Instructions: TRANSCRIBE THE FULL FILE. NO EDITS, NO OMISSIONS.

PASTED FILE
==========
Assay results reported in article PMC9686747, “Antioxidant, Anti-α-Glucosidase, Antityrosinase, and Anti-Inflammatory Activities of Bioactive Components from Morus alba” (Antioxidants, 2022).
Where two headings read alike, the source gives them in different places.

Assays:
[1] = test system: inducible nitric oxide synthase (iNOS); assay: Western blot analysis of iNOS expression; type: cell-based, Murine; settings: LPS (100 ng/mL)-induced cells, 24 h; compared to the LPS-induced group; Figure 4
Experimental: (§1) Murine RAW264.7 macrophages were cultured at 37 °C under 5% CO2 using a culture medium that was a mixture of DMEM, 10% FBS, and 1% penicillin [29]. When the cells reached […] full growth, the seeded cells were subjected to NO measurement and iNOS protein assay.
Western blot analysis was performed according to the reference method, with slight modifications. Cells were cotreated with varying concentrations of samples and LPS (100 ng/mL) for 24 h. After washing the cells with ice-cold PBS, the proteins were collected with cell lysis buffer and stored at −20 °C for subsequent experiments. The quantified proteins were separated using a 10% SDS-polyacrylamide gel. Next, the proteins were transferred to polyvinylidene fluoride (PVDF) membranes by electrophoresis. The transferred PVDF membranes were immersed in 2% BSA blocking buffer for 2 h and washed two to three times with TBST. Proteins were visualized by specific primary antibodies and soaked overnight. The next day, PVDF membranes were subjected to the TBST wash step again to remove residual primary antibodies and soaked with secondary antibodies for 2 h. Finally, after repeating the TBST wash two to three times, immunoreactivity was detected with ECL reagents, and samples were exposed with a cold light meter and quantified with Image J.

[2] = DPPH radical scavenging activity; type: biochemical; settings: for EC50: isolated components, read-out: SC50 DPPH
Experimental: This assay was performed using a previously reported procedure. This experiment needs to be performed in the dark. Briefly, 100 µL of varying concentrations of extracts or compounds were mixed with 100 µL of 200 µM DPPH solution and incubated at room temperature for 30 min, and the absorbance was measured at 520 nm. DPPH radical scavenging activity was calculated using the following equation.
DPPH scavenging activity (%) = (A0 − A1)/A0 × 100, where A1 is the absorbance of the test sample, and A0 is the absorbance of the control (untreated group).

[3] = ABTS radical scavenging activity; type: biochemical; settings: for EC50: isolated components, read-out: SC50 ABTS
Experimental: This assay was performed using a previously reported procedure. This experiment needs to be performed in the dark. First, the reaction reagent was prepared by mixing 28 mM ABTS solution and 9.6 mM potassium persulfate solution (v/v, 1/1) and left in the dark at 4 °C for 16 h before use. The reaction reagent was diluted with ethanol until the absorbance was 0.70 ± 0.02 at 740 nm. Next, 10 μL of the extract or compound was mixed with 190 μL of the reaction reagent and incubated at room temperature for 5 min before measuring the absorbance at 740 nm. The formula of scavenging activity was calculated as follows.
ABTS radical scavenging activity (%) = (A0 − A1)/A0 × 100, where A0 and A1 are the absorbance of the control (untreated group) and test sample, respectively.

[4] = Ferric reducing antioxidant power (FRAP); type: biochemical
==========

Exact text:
Assay results reported in article PMC9686747, “Antioxidant, Anti-α-Glucosidase, Antityrosinase, and Anti-Inflammatory Activities of Bioactive Components from Morus alba” (Antioxidants, 2022).
Where two headings read alike, the source gives them in different places.

Assays:
[1] = test system: inducible nitric oxide synthase (iNOS); assay: Western blot analysis of iNOS expression; type: cell-based, Murine; settings: LPS (100 ng/mL)-induced cells, 24 h; compared to the LPS-induced group; Figure 4
Experimental: (§1) Murine RAW264.7 macrophages were cultured at 37 °C under 5% CO2 using a culture medium that was a mixture of DMEM, 10% FBS, and 1% penicillin [29]. When the cells reached […] full growth, the seeded cells were subjected to NO measurement and iNOS protein assay.
Western blot analysis was performed according to the reference method, with slight modifications. Cells were cotreated with varying concentrations of samples and LPS (100 ng/mL) for 24 h. After washing the cells with ice-cold PBS, the proteins were collected with cell lysis buffer and stored at −20 °C for subsequent experiments. The quantified proteins were separated using a 10% SDS-polyacrylamide gel. Next, the proteins were transferred to polyvinylidene fluoride (PVDF) membranes by electrophoresis. The transferred PVDF membranes were immersed in 2% BSA blocking buffer for 2 h and washed two to three times with TBST. Proteins were visualized by specific primary antibodies and soaked overnight. The next day, PVDF membranes were subjected to the TBST wash step again to remove residual primary antibodies and soaked with secondary antibodies for 2 h. Finally, after repeating the TBST wash two to three times, immunoreactivity was detected with ECL reagents, and samples were exposed with a cold light meter and quantified with Image J.

[2] = DPPH radical scavenging activity; type: biochemical; settings: for EC50: isolated components, read-out: SC50 DPPH
Experimental: This assay was performed using a previously reported procedure. This experiment needs to be performed in the dark. Briefly, 100 µL of varying concentrations of extracts or compounds were mixed with 100 µL of 200 µM DPPH solution and incubated at room temperature for 30 min, and the absorbance was measured at 520 nm. DPPH radical scavenging activity was calculated using the following equation.
DPPH scavenging activity (%) = (A0 − A1)/A0 × 100, where A1 is the absorbance of the test sample, and A0 is the absorbance of the control (untreated group).

[3] = ABTS radical scavenging activity; type: biochemical; settings: for EC50: isolated components, read-out: SC50 ABTS
Experimental: This assay was performed using a previously reported procedure. This experiment needs to be performed in the dark. First, the reaction reagent was prepared by mixing 28 mM ABTS solution and 9.6 mM potassium persulfate solution (v/v, 1/1) and left in the dark at 4 °C for 16 h before use. The reaction reagent was diluted with ethanol until the absorbance was 0.70 ± 0.02 at 740 nm. Next, 10 μL of the extract or compound was mixed with 190 μL of the reaction reagent and incubated at room temperature for 5 min before measuring the absorbance at 740 nm. The formula of scavenging activity was calculated as follows.
ABTS radical scavenging activity (%) = (A0 − A1)/A0 × 100, where A0 and A1 are the absorbance of the control (untreated group) and test sample, respectively.

[4] = Ferric reducing antioxidant power (FRAP); type: biochemical